How do shuttle flights get assigned their number, i.e. STS-121 or STS-115?

Update:

When Discovery was launched on July 4th, it was STS-121. Atlantis will be launched later this month, and it is STS-115. So, the numbers are not sequential. How do they determine the STS numbers?

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  • 1 decade ago
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    The shuttle flights are given their designations in the early design period by NASA flight directors, several years in advance. Over time, events occur which force the administrators to change the schedule; the Columbia accident being an obvious example.

    If the flight numbers were changed as these events occur to keep them consecutive (i.e., STS-114, STS-115, etc.), then it might be confusing to keep track of the changes for the workers to keep track of the paperwork. STS-115 could then become STS-121 next week, and a worker may confuse the two flight numbers when reading a technical report. Therefore, the schedulers at NASA don't fiddle around with the flight numbers.

    Slightly off topic, but the current system is, believe it or not, much less confusing than the pre-Challenger system. The flight numbers were a three-digit code, like STS-61A or -41D. The first digit signified the year (i.e., 1985 = 5, 1984 = 4) that it was first planned to be launched. The letter signified the order in which the flight was to be launched in that year; the first flight was A, second was B, and so on.

    The middle digit is the interesting one; it signified the launch site. A value of "1" meant that it was launched from Kennedy Space Center, but they planned on launching military missions from Vandenberg AFB in California, which would have had a number "2". There was going to be a launch from there in mid-1986, but the Challenger accident scrubbed those plans. That's why you only see "1"s for the middle digits of those early shuttle flights.

  • 1 decade ago

    Orbiter Vehicle Designation

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    Each NASA space shuttle designation is composed of a prefix and suffix separated by a dash. The prefix for operational shuttles is OV, for Orbiter Vehicle.

    The suffix is composed of two parts: the series and the vehicle number.

    Series:

    0 - Non-flight ready shuttles

    1 - Flight Ready shuttles

    The vehicle number is the sequentially assigned within the series, beginning with 1. Therefore, there can never be a OV-100 as it would read "Orbiter Vehicle Series 1 Vehicle 0".

    Many proposals to build a second generation of orbiters, externally compatible with the current system but internally new, refer to them as "OV-200" or "OV-2xx" in order to differentiate them from the "current generation", the OV-100s. This terminology is informal, and it is unlikely that any Shuttle-derived vehicle built will be given such designation.

    [edit]

    Orbiter Designations

    OV-098 - Space Shuttle Pathfinder, a structural mockup

    OV-099 - Space Shuttle Challenger, originally STA-099

    OV-101 - Space Shuttle Enterprise

    OV-102 - Space Shuttle Columbia

    OV-103 - Space Shuttle Discovery

    OV-104 - Space Shuttle Atlantis

    OV-105 - Space Shuttle Endeavour

    Notes: Challenger was originally intended to be used as a Structural Test Article, rather than a flight-capable orbiter; as such, the numbering was changed when she was rebuilt. Enterprise, on the other hand, was intended to be rebuilt into a flight-capable orbiter; it was found to be cheaper to rebuild STA-099 than OV-101, so she remained unflown. The designations were not altered, despite this change in fortune.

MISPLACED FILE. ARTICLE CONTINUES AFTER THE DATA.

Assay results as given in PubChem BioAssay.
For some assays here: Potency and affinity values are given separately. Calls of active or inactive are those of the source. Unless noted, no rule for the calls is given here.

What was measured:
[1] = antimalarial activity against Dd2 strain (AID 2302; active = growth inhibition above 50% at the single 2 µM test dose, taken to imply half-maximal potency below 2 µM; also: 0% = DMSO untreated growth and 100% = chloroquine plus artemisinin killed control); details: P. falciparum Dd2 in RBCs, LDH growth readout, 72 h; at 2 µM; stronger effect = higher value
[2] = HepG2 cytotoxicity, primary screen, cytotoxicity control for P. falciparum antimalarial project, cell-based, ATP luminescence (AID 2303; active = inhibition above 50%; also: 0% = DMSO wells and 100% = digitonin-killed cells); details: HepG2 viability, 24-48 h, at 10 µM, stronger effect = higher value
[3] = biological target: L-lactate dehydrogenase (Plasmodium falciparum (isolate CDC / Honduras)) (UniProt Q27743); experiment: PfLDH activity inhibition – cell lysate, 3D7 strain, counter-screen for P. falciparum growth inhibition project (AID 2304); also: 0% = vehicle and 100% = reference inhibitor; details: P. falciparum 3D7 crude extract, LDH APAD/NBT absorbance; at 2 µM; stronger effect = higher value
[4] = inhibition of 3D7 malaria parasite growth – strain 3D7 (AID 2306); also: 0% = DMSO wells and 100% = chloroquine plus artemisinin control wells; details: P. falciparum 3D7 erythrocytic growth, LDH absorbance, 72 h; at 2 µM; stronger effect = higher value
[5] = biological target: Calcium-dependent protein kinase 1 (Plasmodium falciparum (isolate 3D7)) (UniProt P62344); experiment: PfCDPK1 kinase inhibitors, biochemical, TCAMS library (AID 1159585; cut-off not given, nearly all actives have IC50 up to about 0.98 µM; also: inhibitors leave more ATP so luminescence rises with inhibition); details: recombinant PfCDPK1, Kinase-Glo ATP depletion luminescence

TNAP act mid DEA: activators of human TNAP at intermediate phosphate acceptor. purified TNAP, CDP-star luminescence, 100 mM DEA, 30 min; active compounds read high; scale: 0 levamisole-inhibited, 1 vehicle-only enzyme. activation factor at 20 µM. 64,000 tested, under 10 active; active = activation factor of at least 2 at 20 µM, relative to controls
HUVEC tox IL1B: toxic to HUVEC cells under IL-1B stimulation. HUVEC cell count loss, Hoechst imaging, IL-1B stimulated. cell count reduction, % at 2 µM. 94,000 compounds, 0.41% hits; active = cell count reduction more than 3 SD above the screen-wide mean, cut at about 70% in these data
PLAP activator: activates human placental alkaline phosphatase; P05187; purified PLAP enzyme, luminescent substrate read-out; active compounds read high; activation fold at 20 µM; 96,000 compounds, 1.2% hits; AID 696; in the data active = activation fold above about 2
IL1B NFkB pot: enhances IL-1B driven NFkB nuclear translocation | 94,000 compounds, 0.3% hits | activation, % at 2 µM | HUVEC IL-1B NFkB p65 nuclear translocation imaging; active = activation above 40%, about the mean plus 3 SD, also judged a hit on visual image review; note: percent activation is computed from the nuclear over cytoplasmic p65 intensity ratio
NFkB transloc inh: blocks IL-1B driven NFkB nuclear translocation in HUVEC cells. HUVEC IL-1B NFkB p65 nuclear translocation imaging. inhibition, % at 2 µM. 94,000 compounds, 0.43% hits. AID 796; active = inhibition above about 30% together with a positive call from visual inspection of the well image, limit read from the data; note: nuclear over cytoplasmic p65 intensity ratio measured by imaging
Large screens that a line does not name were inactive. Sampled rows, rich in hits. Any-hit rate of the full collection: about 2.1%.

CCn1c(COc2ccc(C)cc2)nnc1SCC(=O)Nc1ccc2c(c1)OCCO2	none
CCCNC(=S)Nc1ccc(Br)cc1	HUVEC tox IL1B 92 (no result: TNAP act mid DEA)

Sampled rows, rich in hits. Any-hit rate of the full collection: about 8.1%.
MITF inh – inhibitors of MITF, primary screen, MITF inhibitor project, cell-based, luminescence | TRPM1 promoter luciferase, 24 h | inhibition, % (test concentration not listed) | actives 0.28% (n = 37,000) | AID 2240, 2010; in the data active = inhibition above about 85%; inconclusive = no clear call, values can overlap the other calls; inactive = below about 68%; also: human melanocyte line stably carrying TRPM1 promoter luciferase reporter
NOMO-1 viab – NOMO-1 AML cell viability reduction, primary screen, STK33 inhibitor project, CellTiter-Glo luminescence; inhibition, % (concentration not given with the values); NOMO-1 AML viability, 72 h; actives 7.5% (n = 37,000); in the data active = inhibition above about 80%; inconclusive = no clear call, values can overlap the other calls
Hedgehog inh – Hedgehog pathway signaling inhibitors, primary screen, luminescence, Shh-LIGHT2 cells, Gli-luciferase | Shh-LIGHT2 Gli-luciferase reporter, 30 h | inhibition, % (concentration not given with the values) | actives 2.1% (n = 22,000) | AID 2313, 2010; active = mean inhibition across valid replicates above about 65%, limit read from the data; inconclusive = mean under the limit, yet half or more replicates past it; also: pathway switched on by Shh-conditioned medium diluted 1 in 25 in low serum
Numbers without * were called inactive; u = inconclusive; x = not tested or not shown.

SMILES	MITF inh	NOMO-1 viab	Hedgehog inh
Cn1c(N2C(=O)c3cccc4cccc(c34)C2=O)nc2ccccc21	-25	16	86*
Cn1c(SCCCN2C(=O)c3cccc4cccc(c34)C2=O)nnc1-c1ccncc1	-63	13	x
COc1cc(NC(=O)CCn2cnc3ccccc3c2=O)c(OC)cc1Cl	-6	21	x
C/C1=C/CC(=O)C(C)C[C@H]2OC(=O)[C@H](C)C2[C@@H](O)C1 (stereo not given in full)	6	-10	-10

Note that whilst Pathfinder is referred to as OV-098, she should not be confused with MPTA-098 - the Main Propulsion Test Article, a steel frame (looking nothing like an Orbiter) used to test the Space Shuttle Main Engines on. Pathfinder was originally a "fit check" unit, a simple mockup resembling the production Orbiters in size, shape and weight, intended to be used to ensure that ground handling facilities would be sized to handle Orbiters. She was later rebuilt to resemble them cosmetically, and is currently on display with the external tank used during the propulsion tests (designated MPTA-ET). To further add to the confusion, it appears that Pathfinder was never formally numbered, and the OV-098 designation is both unofficial and retroactive. MPTA-098 was later rebuilt into the Shuttle-C mockup during the 1990s; it has not surfaced since.

    In keeping with this theme, other pieces of ground hardware used by the Space Shuttle program have been given OV-xxx designations; these include:

    OV-095 - a mockup in the Shuttle Avionics Integration Laboratory (SAIL) at Johnson Space Center.

    MPTA-098 - the Main Propulsion Test Article, as above

    OV-106 - an administrative name given to the set of structural components manufactured to replace those used in the construction of Endeavour; however, the contract for these was cancelled shortly afterwards, and they were never completed.

    Retrieved from "http://en.wikipedia.org/wiki/Orbiter_Vehicle_Desig...

    Category: Space Shuttle program

    Source(s): Wikipedia - give them money
  • 1 decade ago

    STS refers to Space Transporting System. I'm not aware of how the number is being alloted

  • 4 years ago

    you are able to desire to ask NASA. What makes you think of the area Scuttle won't explode on the launchpad? Bush the Lesser desires a intense amplitude super nationwide diversion to maintain his Presidency. that is NASA's turn to take one for the team - extremely if that is lowest echelon fungible workers and superannuated hardware.

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  • 1 decade ago

    by being launched in that order....

    1, 2, 3, 4, 5, etc.

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